Another method of inducing hydrogen description consists in applying ultrasonic energy to the metal hydride. By using a liquid such as water or alcohol as an energy carrier medium, it is possible to generate shock waves and localized heating by acoustic cavitation, with formation of hot spots reaching a temperature as high as 5000° K (in the case of extremely high-intensity ultrasound sources) over periods of less than 1 microsecond.
Thus, sonochemistry, which is already successfully used for the thermal synthesis of amorphous metals or nano-scaled catalysts from volatile organometallics, may be adapted for hydrogen desorption from metal hydrides. The hydride powder immersed in a liquid medium acting as an energy carrier and subjected to ultrasound of adjusted intensity, decomposites at hot spots created by acoustic cavitation and releases hydrogen, without significant increase of the total temperature of the system. It provides an easy and efficient hydrogen desorption.
6. Radiation energy
Desorption of hydrogen from metal hydrides can also be induced by using radiation energy produced by high intensity light sources, ion sources, lasers and the like.
The method according to the invention has numerous practical applications. Some of the proposed energy sources, like the microwave and electric energies, do not affect the structure of the metal hydride and the reversibility of the hydrogen absorption/desorption. Thus, it can be used to initiate hydrogen desorption in rechargeable hydrogen storage tank, to start hydrogen-fuelled engine or vehicle. In this connection, reference can be made to U.S. patent application Ser. No. 8/587,588 filed on Jan. 19, 1996 in the name of the same Applicants, pending, which is hereby incorporated by reference.
Other energy sources like chemical and mechanical energies, affect the structure of metal hydride. In such a case, the method according to the invention may be used for inducing hydrogen desorption in disposable hydrogen storage tanks (for camping units or similar use).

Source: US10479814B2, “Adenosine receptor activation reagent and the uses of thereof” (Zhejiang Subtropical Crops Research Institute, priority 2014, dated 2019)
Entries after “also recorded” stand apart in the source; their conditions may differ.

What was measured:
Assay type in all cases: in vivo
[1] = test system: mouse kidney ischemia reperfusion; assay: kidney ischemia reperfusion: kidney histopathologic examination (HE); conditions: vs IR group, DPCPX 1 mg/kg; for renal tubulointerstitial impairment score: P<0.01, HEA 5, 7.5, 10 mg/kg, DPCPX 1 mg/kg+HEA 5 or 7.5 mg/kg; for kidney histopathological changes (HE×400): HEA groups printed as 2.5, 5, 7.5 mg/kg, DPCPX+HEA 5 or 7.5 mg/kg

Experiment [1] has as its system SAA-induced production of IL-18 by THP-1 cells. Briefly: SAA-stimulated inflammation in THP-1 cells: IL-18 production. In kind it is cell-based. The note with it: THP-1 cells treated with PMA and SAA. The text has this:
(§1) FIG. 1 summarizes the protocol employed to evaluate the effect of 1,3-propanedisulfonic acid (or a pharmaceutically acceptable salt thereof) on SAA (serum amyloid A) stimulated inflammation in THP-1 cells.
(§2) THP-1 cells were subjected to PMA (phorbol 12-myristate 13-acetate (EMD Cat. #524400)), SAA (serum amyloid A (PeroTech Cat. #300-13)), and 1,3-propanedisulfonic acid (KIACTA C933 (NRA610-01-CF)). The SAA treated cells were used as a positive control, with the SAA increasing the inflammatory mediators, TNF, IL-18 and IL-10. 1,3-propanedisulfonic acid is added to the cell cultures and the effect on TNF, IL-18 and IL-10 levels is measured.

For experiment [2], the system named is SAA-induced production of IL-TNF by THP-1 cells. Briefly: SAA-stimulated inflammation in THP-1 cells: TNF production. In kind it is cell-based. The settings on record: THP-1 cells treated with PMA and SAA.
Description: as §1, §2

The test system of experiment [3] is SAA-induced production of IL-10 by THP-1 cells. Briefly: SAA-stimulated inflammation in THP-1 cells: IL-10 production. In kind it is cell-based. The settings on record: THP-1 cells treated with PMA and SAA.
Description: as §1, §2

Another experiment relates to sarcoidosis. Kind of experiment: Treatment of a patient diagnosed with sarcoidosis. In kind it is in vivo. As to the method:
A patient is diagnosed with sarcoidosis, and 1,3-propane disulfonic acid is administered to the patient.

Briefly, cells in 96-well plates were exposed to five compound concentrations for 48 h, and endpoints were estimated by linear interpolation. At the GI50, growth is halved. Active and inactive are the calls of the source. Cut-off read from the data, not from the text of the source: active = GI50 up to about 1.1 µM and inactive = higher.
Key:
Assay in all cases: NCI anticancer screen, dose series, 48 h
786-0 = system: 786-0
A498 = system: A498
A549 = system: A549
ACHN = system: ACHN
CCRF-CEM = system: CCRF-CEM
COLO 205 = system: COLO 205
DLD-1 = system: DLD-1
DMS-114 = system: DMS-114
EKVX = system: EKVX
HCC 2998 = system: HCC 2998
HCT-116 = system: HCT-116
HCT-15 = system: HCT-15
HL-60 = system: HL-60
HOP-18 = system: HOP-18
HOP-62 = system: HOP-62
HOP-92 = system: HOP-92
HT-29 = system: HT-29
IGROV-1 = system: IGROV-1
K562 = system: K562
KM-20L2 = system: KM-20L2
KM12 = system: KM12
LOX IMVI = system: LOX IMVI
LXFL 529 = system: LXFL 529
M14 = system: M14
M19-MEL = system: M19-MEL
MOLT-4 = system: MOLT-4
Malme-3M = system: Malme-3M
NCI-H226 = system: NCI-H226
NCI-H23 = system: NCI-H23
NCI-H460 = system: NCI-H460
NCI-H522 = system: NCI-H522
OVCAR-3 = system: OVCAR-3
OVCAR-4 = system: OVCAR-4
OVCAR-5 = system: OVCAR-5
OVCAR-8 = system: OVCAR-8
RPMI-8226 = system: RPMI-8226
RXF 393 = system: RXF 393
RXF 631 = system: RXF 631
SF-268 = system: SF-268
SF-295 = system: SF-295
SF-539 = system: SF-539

Further energy sources like microwave and radiation energies are rather expensive and need substantial equipments. In such case, the method according to the invention can be used in power systems or units, where a large amount of hydrogen is needed rapidly.
FIG. 1 is a curve showing the change of X-ray diffraction pattern of a Mg-hydride powder heated at time intervals of 1 minute in a microwave unit (the plain line shows the diffraction before heating, the dotted line after heating); and
FIG. 2 are differential scanning calorimetry (DSC) curves of a Mg-based hydride as prepared (a) and after 2, 7 and 9 minutes of ball milling (curves (b), (c) and (d), respectively).
A powder of a Mg-based hydride was heated in a microwave unit. Samples were examined after successive heating for the time intervals of 1 minute. X-ray diffraction for this series of samples showed consecutive disappearance of the hydride reflections from the diffraction pattern and increase of the pattern of metal reflections, which is indicative of decomposition of the metal hydride (FIG. 1).
This test also showed that a very short heating time (less than 1 minute) does not release significant amount of hydrogen, but causes a substantial reduction in the desorption temperature, as demonstrated by DSC measurements.
A powder of the Mg-based hydride was mixed with a small amount of a powder of lithium aluminum hydride (LiAIH4). Addition of an appropriate amount of water (moisture) caused a rapid and exothermic reaction according to the following equation:
LiAIH4 +2H2 O→Li(OH)+AI(OH)+4H2
This reaction released a large amount of heat (109±4.2kJ/molH2), which caused desorption of hydrogen from the Mg-based hydride.
A Mg-based hydride was submitted to a mechanical pretreatment before desorption. In the as-prepared state, it exhibited a high temperature of desorption equal to about 400° C., when measured by differential scanning calorimetry (DSC) at continuous heating with heating rate of 40 K/min (see FIG. 2, curve a). Ball milling in a SPEX® mill caused a decrease in the desorption temperature due to an accumulation of mechanical energy in the form of strain and defects. Curves b, c and d represent effects of ball milling of the hydride for 2, 7, 9 min., respectively. The temperature of desorption was decreased by 200° C. in the last case (see FIG. 2).
A powder of Mg-based hydride was placed in an ultrasonic water bath. The container with the hydride was connected by a capillary tube to the water bath outside the ultrasonic device. During ultrasonic treatment, large gas bubbles appeared in the water bath at the end of the capillary indicating hydrogen release from the hydride. Both X-ray diffraction and DSC measurements of the hydride after ultrasonic treatment showed that desorption of hydrogen occurred.